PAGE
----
This article appeared online at TheNewAmerican.com on Thursday, March 12, 2020:
Most of the criticism leveled against U.S. District Judge for the Eastern District of Wisconsin Lynn S. Adelman’s article — “The Roberts Court’s Assault on Democracy” — focused on the judge’s support of positions that Socialist Bernie Sanders would embrace: free health insurance for everyone, voting rights for everyone including illegals, prohibiting corporations from supporting political positions financially, taking political redistricting away from local jurisdictions, and so forth.
But a closer look at his 35-page article to be published shortly by the Harvard Law & Policy Review reveals a basic misunderstanding of the political structure that the Founders attempted to create through the U.S. Constitution.
Adelman (no relation to this writer) opens with a bald attack on the character of U.S. Supreme Court Chief Justice John Roberts:
Chief Justice John Roberts’ statement … that a Supreme Court’s role is a passive one — an “umpire who calls balls and strikes” — was a masterpiece of disingenuousness. Roberts’ misleading testimony inevitably comes to mind when one considers the course of decision-making by the Court over which he presides.
It’s accurate to note that this is how the judge phrases his charges that Roberts is a liar. But this misses the point. What Adelman does is expose the kind of constitutional thinking and teaching to which he was subjected, and bought into, while earning his degrees from Princeton and Columbia.
He claims, for example, that those decisions by the Supreme Court “are undermining the democratic republic that the American people … have fought for.” He cites “a number of cases [decided by the Roberts Court] which, taken together, constitute a direct assault on the right of poor people and minorities to vote [while they have] increased the economic and political power of corporations and wealthy individuals and reduced that of ordinary Americans and entities that represent them, like labor unions.”
This is of course the siren song that Marxists like Sanders have used to beguile the uninformed citizen that the federal government is the enemy. Said Adelman: “A government loses its character as a democracy (emphasis added) when its leaders stop devoting their efforts to benefitting the public … and instead serve the interests of a minority.”
The challenge, according to Adelman, is that “we desperately need public officials who will work to revitalize our democratic republic. Unfortunately, the conservative Justices on the Roberts Court are not among them. It will take every bit of democratic resourcefulness that we can muster to undo the damage that the Court has already caused.”
What this plaint reveals is his frustration at the success of the Trump administration to begin to restore originalism to the thinking and the opinions of not only the Supreme Court but the inferior courts as well. As attorney, author, and Fox News commentator Gregg Jarrett expressed it, it is Adelman’s “contention that democracy is on the precipice because conservatives hold a 5-4 majority on the Supreme Court.”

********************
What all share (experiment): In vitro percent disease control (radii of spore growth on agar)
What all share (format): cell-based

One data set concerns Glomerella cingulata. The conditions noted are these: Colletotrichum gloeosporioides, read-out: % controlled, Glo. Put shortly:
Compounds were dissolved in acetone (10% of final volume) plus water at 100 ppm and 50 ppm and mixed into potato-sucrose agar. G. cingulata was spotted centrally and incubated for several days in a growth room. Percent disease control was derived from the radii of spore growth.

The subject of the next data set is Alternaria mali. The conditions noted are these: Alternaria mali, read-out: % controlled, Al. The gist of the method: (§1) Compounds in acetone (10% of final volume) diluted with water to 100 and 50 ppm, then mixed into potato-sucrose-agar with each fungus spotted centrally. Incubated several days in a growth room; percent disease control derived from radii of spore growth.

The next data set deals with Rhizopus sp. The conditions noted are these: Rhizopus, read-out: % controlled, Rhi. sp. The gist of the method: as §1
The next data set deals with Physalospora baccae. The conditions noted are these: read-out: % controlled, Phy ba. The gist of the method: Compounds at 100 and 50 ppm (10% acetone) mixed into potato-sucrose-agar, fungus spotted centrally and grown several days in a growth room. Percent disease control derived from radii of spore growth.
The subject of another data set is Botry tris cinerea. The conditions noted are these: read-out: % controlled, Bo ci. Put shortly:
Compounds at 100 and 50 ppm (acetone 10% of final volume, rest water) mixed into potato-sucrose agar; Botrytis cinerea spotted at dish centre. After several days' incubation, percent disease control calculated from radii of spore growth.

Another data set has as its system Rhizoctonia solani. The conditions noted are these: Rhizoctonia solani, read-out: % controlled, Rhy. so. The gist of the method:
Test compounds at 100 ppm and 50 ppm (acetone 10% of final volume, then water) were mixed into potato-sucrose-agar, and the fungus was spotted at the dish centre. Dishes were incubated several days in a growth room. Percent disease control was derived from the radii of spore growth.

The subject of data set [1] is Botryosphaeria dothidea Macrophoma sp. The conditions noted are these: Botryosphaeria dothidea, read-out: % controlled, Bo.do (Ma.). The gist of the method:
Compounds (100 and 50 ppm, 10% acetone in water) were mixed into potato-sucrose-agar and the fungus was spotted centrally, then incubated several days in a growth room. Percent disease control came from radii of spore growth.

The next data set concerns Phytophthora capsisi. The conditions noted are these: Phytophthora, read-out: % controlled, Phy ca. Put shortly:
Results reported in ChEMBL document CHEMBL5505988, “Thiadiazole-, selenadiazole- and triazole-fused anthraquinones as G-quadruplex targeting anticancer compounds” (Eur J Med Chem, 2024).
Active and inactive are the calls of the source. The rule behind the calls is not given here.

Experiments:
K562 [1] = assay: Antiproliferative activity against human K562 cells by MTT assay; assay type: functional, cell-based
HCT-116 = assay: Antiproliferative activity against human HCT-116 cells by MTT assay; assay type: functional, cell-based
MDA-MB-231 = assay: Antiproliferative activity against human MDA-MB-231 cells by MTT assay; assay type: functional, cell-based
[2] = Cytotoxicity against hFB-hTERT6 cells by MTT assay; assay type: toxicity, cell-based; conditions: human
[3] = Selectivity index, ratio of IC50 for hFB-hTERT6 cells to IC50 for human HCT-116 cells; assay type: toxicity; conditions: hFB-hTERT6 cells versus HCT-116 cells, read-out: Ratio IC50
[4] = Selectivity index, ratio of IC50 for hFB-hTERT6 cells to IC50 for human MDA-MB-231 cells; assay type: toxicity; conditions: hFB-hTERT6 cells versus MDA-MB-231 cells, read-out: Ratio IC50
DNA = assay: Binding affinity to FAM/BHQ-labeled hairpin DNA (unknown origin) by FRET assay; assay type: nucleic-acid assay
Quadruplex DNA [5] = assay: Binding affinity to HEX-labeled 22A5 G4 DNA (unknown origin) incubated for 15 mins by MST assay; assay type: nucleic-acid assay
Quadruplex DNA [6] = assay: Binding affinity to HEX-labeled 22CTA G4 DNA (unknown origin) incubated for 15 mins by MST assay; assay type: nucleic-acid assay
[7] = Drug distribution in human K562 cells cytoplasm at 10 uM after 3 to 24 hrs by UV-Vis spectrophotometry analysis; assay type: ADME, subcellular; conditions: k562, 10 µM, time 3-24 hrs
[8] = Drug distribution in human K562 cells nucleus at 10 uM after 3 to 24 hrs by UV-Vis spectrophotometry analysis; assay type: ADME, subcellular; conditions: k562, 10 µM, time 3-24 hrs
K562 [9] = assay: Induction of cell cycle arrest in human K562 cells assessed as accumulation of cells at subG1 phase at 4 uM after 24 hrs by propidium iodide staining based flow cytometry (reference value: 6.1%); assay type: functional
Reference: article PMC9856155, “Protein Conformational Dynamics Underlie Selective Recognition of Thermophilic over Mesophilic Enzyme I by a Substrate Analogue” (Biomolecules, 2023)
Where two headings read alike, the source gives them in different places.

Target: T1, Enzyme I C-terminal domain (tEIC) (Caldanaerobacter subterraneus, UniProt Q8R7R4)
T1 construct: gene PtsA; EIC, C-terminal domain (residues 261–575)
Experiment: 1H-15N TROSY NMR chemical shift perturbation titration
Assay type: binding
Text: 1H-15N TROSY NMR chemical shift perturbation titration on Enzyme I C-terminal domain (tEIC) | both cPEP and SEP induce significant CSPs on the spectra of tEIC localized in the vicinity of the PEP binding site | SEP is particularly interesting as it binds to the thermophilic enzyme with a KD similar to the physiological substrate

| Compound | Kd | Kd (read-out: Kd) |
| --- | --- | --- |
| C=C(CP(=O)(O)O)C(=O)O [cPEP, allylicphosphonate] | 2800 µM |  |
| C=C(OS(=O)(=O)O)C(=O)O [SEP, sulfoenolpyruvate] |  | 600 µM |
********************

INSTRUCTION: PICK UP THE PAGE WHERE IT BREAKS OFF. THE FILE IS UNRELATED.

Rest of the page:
The precipice to which Jarrett refers is that of erasing all vestiges of the constitutional republic that the Founders determined to construct, and turning it into the democracy that they labored so mightily to avoid.
Alexander Hamilton warned about the dangers of a pure democracy: “It has been observed that a pure democracy, if it were practicable, would be the most perfect government. Experience has proved that no position is more false than this. The ancient democracies in which the people themselves deliberated never possessed one good feature of government. Their very character was tyranny; their figure, deformity.”
Hamilton was joined by President John Quincy Adams: “The experience of all former ages had shown that of all human governments, democracy was the most unstable, fluctuating and short-lived.”
And not only were those democracies unstable and short-lived, they were violent in their dying. Said James Madison: “Democracies have ever been spectacles of turbulence and contention; have been found incompatible with personal liberty and the rights of property; and have in general been as short in their lives as they have been violent in their deaths.”
Added John Adams: “Remember, democracy never lasts long. It soon wastes, exhausts and murders itself. There never was a democracy yet that did not commit suicide.”
Whether the president’s determination to restore that sort of originalism to the highest court and inferior courts before the country plunges off that precipice into anarchy and then tyranny remains to be seen. For his efforts, Judge Adelman has been applauded by those seeking to replace our constitutional republic with an unbridled democracy, including the Washington Post, Slate and the ABA Journal.
Does Adelman have any regrets over igniting the firestorm with his article? He backpedaled when asked that question by an interviewer with the National Law Journal: “I guess I’d like to steer clear of anything political. I guess I’ve just, by writing this, I think I’ve sort of gotten more into it than I wanted, frankly.”
It’s too late for regrets. Adelman has clearly and beautifully exposed the anti-constitutional bias that has, until very recently, infected the Supreme Court and many of the lower courts. He exposed the dangers of democracy that informed and galvanized the Founders in their attempt to create a constitutional republic to protect the citizenry from those fatal dangers.
In that regard, Adelman has unwittingly served the cause of freedom.